Model 260UV Programmable Colorimeter
Model 260 Programmable Colorimeter
The ability to analyse and quantify colour in aqueous solutions and liquids using a colorimeter is something today’s analyst takes for granted. As a result, some of the fundamental principles of this routine technique are forgotten or overlooked when new analysts come in contact with the technique for the first time. In addition even experienced users may not always appreciate the power and versatility of the technique if they have always used it for the same routine tests; day in day out.
For an introduction to the technique, the practical aspects of the instrumentation and to illustrate just how versatile today’s colorimeters can be, see A Guide to Colorimetry
In 2006 the Model 260 replaced the old Chroma 254 & 257 series of CHROMA Colorimeters, developed by Corning, and used extensively worldwide in a wide variety of QA/QC and Clinical Chemistry Laboratories. The optical bench, tried and tested over 35 years, remains the same. To that stable foundation the Model 260 instruments add programmability, and a broader range of functionalities, through use of on-board microprocessor and firmware advances. Up to 100 methods may be programmed and stored by the operator allowing utilisation of most commercially available test kits and user generated reagents. The Model 260 unit allows quick, simple, Absorbance and %Transmission measurements together with more complex Auto-zero, Concentration with Standard Solutions or Factors as well as Kinetic Reaction (Rate and End Point) Methods.
In 2012 the Model 260UV was introduced; with a Halogen light source and detector allowing operation down to 325nm and also a heated cuvette holder; thermostated to maintain sample temperatures at 37°C. These features allow a number of enzyme based diagnostic tests to be performed with an accuracy that matches higher priced analysers and spectrophotometers.
Colorimetric analysis is performed on solutions and as such the sample can only be analysed within a container. The container must therefore be (or made to be) transparent at the wavelength at which the sample is being measured.
Sample containers are offered in a variety of forms depending on whether the important factor is sample size, speed of measurement or accuracy.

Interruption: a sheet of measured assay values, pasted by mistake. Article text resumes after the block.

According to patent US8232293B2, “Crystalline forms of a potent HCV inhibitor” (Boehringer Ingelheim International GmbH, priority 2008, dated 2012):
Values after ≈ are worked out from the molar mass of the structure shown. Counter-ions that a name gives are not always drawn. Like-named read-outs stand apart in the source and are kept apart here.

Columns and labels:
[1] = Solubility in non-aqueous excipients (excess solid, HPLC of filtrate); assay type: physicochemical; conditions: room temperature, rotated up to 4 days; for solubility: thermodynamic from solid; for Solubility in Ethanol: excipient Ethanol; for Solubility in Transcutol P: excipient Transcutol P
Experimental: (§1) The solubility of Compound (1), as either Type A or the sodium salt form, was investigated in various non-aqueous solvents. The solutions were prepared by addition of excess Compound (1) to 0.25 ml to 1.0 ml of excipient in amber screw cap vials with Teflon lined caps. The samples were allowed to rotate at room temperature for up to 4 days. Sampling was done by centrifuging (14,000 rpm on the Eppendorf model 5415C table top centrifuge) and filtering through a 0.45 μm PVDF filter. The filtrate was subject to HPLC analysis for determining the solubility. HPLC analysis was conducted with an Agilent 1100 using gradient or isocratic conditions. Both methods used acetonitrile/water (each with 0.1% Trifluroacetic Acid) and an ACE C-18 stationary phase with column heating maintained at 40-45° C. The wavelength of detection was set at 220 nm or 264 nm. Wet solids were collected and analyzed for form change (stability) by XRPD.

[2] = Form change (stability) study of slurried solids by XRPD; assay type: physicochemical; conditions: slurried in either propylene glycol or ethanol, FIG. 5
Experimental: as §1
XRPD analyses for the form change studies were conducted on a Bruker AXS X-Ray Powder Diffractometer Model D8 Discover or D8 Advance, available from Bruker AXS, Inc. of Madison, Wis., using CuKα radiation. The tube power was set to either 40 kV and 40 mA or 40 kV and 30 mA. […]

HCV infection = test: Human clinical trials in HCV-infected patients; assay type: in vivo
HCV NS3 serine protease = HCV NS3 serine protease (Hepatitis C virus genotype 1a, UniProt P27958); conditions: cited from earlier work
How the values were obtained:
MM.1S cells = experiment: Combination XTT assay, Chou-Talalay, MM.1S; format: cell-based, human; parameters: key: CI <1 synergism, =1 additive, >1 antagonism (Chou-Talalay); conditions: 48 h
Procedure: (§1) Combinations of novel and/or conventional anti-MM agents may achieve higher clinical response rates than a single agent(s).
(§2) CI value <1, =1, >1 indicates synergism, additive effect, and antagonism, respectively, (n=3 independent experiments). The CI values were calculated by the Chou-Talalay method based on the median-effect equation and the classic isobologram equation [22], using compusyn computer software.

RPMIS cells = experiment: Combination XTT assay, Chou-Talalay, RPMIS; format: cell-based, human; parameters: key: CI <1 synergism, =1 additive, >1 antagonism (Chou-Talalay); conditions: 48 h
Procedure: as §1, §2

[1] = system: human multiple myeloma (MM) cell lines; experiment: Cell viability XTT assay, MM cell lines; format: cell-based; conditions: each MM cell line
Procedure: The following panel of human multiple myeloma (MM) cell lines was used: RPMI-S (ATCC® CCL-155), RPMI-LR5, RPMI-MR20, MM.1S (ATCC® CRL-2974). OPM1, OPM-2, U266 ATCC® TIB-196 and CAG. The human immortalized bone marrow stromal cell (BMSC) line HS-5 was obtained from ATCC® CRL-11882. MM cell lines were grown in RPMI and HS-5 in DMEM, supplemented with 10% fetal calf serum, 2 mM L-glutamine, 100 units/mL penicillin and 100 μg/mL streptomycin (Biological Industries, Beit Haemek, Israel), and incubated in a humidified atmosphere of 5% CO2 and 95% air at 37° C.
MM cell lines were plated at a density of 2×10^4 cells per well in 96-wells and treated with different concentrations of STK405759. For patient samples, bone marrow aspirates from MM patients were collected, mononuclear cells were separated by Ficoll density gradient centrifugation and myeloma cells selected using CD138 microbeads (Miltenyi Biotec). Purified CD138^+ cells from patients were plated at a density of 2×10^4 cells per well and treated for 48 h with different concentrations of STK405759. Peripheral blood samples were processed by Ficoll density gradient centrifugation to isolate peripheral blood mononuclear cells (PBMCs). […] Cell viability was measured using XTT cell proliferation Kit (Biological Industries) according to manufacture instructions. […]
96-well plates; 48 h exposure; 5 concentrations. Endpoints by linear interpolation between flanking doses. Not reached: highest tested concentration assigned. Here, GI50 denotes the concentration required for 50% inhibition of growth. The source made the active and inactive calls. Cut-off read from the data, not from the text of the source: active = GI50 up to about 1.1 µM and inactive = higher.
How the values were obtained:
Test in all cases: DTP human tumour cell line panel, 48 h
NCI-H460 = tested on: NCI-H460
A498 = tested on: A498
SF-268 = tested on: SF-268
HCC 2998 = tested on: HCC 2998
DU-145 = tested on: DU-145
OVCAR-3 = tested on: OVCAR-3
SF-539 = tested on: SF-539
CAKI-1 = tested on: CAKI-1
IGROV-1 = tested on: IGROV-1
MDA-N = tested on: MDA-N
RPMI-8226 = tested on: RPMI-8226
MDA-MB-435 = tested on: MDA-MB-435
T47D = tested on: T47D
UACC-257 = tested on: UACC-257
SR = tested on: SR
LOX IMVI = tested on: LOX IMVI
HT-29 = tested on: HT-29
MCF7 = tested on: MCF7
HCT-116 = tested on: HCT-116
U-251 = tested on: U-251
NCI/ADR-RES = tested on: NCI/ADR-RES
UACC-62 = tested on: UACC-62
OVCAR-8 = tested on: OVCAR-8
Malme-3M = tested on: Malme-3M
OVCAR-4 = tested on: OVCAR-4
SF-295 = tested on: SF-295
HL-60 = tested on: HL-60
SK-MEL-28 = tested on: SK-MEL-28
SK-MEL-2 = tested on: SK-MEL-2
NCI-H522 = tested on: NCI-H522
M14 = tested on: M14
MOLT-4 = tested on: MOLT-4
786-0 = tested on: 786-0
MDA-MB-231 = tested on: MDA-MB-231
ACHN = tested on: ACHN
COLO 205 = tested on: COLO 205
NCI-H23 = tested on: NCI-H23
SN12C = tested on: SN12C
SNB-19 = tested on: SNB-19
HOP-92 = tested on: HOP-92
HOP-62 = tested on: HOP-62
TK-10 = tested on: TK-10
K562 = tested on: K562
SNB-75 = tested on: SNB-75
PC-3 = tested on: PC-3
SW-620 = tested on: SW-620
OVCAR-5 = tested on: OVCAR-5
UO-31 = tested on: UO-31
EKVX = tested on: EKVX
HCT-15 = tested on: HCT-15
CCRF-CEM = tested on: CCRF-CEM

For colorimetric work all containers should be made of glass or clear plastic. The types of container are listed below.
Matched Test Tubes
These are made of soda glass. They are individually matched at the Sherwood factory and supplied in matched sets, i.e. each tube in any set has exactly the same absorbance characteristics. This ensures that once a blank has been measured every sample absorbance readout will be due to the sample only no matter which of the tubes in the set is used.
Various diameter tubes are offered so that the sensitivity of measurement can be varied i.e. if a sample is concentrated (high absorbance values) then measurement in a small test tube is suitable as the light has to travel a smaller distance through the sample leading to lower absorbance values. However, if dilute samples are to be analysed it is necessary to increase sensitivity by offering more sample to the light hence larger test tubes are used.
Each test tube size has a corresponding holder. The holders can also accommodate a square cuvette of the appropriate size; 10mm, 5mm and 2.5mm
|Test Tube Part No Set of 12||Diameter||Holder Part No|
Sherwood Scientific supplies these in several versions:
General purpose Plastic (Polystyrene) 10 x 10 x 45 mm. (471 88 300)
Supplied with every Model 260 (not UV) CHROMA Colorimeter. Beware of reusing disposable cuvettes which can become scratched and unusable. They should not be used for any measurement involving light scattering such as Sperm counting as the slightest surface imperfection will ruin the precision of the measurement.
Semi micro version Plastic 10 x 4 x 10 mm (471 88 400)
Also made of polystyrene these are used where the volume of sample is restricted, for example, with biological samples. The path length is still 10 mm and can work with sample volumes down to 600µl.
Micro Cuvettes (001 26 120)